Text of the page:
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Tuesday, November 04, 2014

Home Again

We're back home now, after a very hectic few days in Southern France (about which more later) and I've had the pleasure of dealing with a handful of political campaign calls, plus one earnest young man with a Bangalore accent who claimed to be calling from Microsoft Windows to fix a problem on my computer. I'm afraid I was not very nice to him - explained that there's no corporation named Windows, and that the software he wanted me to download was only going to turn my computer into a tame zombie sending garbage to everyone in my address book, and would he please go to hell.

On a friendlier note, here's a bit more about the France trip, and I'll try to post a few more tidbits over the next couple of days.

The Rhone river has a lot of locks along its length. Going through the locks is a lot of fun to watch. First, we pull into a lock, where we can see a red light (which means the same as a red light on a road, i.e., Stop). After the gate behind the boat closes, an operator lets the water drain out of the lock until the level is at the same height as the next stretch of river. It's just like letting water out of a bathtub. Then the gate in front of the boat slowly opens, after which the light changes to green and we make our way out of the lock. Usually, there's an upstream-bound boat waiting to use the lock after we are clear of the gate.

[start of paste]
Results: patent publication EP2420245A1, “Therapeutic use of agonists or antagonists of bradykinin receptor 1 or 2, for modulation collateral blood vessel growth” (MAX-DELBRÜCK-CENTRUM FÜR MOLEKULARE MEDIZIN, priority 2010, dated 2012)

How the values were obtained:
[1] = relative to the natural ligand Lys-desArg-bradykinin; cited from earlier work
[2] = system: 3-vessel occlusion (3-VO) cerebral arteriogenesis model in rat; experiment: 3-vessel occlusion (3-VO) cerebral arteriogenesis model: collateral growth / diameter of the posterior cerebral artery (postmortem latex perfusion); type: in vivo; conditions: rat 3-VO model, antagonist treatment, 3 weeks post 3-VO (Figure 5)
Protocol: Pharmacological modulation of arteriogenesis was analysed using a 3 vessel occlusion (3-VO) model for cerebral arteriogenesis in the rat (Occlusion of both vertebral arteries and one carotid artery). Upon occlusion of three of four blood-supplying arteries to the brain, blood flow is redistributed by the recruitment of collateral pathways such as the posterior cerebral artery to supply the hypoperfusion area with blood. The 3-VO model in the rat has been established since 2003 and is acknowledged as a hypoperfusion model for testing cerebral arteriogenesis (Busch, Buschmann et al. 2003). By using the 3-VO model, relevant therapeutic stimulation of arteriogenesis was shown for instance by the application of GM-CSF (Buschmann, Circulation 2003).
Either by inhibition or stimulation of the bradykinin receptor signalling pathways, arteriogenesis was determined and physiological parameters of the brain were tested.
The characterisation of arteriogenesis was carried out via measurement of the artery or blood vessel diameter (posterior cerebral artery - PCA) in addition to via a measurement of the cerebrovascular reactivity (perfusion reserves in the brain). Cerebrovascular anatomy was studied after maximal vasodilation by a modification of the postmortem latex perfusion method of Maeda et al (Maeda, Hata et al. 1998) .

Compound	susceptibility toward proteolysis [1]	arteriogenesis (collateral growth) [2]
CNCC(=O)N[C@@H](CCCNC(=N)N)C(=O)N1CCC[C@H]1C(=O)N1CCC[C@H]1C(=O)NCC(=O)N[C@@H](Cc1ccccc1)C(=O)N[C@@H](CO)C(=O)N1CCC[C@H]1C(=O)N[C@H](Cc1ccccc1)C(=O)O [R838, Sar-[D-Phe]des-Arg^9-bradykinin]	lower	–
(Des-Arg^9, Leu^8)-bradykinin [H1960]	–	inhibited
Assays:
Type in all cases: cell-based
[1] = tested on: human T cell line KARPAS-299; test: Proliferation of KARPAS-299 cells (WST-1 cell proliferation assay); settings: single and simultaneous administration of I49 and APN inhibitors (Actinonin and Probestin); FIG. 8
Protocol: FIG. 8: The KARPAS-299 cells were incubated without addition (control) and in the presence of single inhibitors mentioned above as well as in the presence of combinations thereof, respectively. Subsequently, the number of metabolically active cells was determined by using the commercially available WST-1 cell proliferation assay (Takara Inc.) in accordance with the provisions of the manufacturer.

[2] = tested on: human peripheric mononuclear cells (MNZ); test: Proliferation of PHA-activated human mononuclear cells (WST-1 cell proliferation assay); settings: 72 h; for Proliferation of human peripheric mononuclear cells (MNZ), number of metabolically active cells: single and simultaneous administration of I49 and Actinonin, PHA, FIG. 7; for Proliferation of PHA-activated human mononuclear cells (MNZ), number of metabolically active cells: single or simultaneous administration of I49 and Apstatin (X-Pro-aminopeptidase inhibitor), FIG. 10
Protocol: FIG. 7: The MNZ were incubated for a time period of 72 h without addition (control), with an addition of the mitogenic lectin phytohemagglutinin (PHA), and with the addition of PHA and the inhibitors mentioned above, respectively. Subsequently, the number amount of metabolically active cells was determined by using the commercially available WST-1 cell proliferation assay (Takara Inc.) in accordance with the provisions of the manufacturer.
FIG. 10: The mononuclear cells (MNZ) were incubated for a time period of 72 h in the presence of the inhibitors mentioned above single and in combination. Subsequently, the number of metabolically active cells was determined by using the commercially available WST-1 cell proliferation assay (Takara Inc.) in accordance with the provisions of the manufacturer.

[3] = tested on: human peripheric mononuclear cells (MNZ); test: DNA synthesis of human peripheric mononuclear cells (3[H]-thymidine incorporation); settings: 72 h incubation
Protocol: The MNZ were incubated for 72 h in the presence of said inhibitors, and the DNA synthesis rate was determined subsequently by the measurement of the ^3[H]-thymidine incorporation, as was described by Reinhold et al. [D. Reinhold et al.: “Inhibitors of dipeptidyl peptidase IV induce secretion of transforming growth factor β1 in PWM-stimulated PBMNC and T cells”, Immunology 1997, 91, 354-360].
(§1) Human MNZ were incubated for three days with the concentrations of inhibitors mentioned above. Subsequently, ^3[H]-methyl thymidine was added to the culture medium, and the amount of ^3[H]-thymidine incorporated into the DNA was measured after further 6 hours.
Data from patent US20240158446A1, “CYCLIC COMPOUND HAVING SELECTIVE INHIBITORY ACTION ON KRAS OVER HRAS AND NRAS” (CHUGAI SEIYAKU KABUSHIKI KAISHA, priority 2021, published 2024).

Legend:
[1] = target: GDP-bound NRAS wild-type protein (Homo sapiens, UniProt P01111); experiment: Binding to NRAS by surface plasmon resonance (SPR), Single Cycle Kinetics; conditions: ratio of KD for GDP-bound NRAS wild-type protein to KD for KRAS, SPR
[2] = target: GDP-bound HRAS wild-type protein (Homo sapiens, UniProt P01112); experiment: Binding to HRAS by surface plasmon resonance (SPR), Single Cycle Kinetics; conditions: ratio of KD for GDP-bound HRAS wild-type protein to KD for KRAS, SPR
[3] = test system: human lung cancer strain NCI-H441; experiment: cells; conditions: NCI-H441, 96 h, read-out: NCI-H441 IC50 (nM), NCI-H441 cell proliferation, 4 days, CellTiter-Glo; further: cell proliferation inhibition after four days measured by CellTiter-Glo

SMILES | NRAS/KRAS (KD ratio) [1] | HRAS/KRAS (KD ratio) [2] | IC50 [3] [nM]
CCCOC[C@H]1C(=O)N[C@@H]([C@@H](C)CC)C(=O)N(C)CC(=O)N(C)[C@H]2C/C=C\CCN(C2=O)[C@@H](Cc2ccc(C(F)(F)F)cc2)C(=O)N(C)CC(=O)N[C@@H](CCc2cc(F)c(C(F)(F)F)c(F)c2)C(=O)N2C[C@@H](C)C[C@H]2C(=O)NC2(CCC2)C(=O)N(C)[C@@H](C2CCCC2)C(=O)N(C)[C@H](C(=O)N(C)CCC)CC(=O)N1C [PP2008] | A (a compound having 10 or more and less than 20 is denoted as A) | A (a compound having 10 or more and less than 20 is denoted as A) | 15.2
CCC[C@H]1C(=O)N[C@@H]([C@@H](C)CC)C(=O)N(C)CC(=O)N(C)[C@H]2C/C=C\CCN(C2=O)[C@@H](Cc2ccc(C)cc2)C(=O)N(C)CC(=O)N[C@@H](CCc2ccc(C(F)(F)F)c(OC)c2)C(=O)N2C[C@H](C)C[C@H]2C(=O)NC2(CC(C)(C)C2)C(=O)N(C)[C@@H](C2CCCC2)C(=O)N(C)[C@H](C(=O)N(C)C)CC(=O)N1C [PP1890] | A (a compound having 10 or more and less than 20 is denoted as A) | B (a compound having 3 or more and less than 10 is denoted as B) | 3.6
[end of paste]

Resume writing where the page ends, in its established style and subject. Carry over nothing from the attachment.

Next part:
After a few of these locks, though, the passengers tend to get fidgety, so there's always something else to do. For example, our French chef, David, gave a cooking lesson: how to make Crepes Suzette. Because of maritime safety regulations, he couldn't do the flambe version, but except for that the process was identical to the restaurant dish. We had wonderful food the whole voyage, and it was all prepared (for passengers as well as crew) in a galley no bigger than my own kitchen at home, although there were 4 refrigerators, not just 1.


































The row of refrigerators is out of sight to the right, a microwave at the far left end of the work-surface, a dishwashing station beyond that, and shelves and cupboards along the wall behind me. And this is where all meals for 48 passengers and 15 crew members are prepared. What an impressive feat!

2 comments:

Connie Rose said...

Love your response to the guy from Bangalore -- I never let them get that far into the convo before I hang up.
Looks like your trip to France was out of this world. Welcome home!

MegWeaves said...

What a luxurious trip! Fantastic.